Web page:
Android OS

1050 articles
...

Pocket v5.7 Brings Support For Lollipop And A New Look With Material Influences

In the world of offline reading services, few come close to the style and ease of use you get with Pocket. This app has stayed consistently at the forefront of Android design, and now it's getting an update to v5.7 with a new Lollipop vibe. You might not have the update yet, but it's rolling out.

2014-11-03 22.04.08 2014-11-03 22.05.14

Read More
...

Google Is Pushing Android 5.0 Lollipop Source Code To AOSP Right Now [Update: New AOSP Documentation] [... And It's Done]

No release of Android feels complete until it's sitting in AOSP. The time has come and Google is now uploading Lollipop to the Android Open Source Project. That's every line of code, every resource, and every config file – the result of a year of work by Google's crack team of developers. Given the likely size of this release and everything we've seen in the past, this code dump could take several hours to complete.

Screen Shot 2014-11-03 at 2.07.53 PM

The new branch is titled lollipop-release. The official release tag hasn't been posted yet, but it should be named android-5.0_r1 [it's android-5.0.0-r1 and android-5.0.0_r2] when it hits.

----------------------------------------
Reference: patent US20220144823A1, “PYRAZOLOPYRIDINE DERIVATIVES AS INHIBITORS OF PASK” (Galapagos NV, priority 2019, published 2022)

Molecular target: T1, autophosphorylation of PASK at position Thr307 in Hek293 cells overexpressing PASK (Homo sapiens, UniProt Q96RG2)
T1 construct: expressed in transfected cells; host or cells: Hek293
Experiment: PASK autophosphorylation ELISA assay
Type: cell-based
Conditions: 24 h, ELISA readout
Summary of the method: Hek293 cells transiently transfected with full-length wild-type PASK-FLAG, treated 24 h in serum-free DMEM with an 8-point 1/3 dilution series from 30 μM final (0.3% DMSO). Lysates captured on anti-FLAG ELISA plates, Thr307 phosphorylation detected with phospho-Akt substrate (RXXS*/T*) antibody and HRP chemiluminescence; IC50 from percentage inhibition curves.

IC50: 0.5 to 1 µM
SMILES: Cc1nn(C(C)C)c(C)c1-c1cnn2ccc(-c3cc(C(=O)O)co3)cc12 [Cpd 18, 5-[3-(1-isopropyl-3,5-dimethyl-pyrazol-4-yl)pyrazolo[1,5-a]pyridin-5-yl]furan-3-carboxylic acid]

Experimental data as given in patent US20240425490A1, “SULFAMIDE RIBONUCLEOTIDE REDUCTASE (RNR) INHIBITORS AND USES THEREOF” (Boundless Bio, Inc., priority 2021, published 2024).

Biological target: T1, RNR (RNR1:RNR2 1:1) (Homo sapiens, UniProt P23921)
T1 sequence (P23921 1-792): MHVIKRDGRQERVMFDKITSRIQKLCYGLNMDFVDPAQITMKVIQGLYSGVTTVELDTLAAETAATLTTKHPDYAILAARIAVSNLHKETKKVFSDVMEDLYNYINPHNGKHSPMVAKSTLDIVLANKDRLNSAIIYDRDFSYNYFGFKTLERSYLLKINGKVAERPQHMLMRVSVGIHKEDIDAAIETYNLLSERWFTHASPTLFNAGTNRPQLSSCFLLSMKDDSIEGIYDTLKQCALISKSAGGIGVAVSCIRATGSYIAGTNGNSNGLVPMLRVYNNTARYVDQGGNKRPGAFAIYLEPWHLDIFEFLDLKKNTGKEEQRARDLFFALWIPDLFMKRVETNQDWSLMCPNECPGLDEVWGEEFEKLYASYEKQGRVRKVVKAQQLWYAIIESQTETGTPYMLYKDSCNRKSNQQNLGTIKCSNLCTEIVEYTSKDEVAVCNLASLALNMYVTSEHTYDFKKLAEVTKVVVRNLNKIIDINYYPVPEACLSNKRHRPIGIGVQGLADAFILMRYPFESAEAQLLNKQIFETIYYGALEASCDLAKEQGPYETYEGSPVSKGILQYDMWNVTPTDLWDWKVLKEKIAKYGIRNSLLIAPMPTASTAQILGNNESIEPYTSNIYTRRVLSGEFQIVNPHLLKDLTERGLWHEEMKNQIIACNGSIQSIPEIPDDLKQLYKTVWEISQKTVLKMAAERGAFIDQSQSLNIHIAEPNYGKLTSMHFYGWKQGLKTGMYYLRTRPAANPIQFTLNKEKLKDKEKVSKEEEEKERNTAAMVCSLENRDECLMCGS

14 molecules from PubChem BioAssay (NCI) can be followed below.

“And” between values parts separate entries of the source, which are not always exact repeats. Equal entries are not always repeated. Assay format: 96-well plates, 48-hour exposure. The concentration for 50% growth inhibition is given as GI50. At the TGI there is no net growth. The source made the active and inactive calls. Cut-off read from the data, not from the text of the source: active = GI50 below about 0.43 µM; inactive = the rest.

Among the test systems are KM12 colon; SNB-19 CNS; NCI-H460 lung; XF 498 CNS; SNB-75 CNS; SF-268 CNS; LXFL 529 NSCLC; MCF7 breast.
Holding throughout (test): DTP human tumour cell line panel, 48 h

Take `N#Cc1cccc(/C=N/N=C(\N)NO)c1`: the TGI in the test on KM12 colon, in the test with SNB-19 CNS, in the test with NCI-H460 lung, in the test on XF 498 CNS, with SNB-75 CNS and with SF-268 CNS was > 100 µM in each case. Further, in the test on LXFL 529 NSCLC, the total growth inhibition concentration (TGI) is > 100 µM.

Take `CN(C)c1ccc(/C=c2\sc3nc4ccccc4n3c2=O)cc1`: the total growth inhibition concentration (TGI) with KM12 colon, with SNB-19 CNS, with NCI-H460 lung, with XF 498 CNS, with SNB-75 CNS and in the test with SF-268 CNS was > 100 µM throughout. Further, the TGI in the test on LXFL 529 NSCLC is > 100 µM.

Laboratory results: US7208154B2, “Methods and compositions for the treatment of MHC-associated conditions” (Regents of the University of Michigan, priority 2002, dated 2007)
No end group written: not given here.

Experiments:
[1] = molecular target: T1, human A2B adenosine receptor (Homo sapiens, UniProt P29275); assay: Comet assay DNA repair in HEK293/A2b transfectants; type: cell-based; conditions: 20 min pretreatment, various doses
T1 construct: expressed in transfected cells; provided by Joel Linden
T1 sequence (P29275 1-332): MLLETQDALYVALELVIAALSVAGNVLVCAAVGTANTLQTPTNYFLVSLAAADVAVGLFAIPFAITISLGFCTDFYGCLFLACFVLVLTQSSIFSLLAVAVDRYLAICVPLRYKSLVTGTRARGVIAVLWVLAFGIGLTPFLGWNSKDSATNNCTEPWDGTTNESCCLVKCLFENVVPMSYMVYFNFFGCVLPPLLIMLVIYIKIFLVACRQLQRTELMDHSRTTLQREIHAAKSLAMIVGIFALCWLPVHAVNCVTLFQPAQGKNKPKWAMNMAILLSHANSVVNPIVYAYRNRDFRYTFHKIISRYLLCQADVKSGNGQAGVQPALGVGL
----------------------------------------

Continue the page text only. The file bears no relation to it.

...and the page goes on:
Read More
...

Android Platform Version Numbers For November: KitKat Moves Up Another 5.7%, Just In Time For Lollipop

While Google did skip October, platform version numbers are back, this time for November. Back in September we saw KitKat's gains continuing, and this month seems little different - in the two months since September, KitKat added another 5.7%, or about 2.8% per month. This is a slightly decline in pace, to be sure. In September, KitKat added 3.6% in a one-month timespan, so 7.2%+ would have been needed to maintain that pace.

nov

Gingerbread continues to decline, down another 1.6%, and ICS is down 1.1%, as well. Jelly Bean saw a net loss of around 2.9% compared to September's numbers, though 4.2 creeped up one tenth of a percent - probably owing to cheap tablet sales.

Read More
...

Google Updates Design Guidelines With Clarity On Nav Drawers, Launcher Icons, And More

In a rather exciting post to its Google Design Google+ page today, Google announced a big set of improvements to the material design guidelines. The design spec, which - since this summer - has been a "preview," has been updated with links to relevant Android developer documentation, a new section called "What is Material?" a "What's new" section (to stay up to date on any changes), and a couple of other exciting changes.

First among those is clarity on more design patterns, including scrolling, swipe to refresh, time and date formats, errors, and navigation drawers. Readers may remember my recent post about the many faces of Google's nav drawers.